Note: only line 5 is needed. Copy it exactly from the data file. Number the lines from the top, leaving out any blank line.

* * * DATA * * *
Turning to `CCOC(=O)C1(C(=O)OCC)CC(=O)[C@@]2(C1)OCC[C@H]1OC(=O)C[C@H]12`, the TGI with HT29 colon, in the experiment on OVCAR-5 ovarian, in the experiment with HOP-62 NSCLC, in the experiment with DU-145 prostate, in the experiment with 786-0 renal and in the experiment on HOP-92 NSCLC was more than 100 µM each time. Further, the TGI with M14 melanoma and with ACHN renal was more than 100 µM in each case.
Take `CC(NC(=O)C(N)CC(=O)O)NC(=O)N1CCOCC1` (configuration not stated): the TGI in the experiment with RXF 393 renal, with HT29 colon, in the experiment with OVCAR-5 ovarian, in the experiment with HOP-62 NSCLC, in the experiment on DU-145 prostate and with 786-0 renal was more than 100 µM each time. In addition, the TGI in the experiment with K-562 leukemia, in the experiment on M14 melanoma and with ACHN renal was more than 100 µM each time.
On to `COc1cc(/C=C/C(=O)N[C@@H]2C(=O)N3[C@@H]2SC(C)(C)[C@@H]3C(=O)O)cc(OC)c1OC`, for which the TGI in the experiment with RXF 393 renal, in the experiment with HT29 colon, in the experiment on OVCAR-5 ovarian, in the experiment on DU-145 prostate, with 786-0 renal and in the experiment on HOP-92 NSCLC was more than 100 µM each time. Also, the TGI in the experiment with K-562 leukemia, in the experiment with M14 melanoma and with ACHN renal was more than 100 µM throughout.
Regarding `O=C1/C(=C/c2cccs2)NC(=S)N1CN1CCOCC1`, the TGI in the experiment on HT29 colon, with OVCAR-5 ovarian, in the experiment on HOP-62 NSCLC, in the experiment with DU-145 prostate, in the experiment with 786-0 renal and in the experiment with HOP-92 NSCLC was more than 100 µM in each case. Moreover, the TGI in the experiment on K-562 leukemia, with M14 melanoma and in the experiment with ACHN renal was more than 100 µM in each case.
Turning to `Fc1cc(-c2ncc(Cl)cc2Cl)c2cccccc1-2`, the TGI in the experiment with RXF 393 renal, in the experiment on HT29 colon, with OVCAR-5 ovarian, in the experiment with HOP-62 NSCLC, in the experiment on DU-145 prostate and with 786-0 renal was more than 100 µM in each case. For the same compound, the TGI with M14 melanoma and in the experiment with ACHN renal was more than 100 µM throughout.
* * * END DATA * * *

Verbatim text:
Turning to `Fc1cc(-c2ncc(Cl)cc2Cl)c2cccccc1-2`, the TGI in the experiment with RXF 393 renal, in the experiment on HT29 colon, with OVCAR-5 ovarian, in the experiment with HOP-62 NSCLC, in the experiment on DU-145 prostate and with 786-0 renal was more than 100 µM in each case. For the same compound, the TGI with M14 melanoma and in the experiment with ACHN renal was more than 100 µM throughout.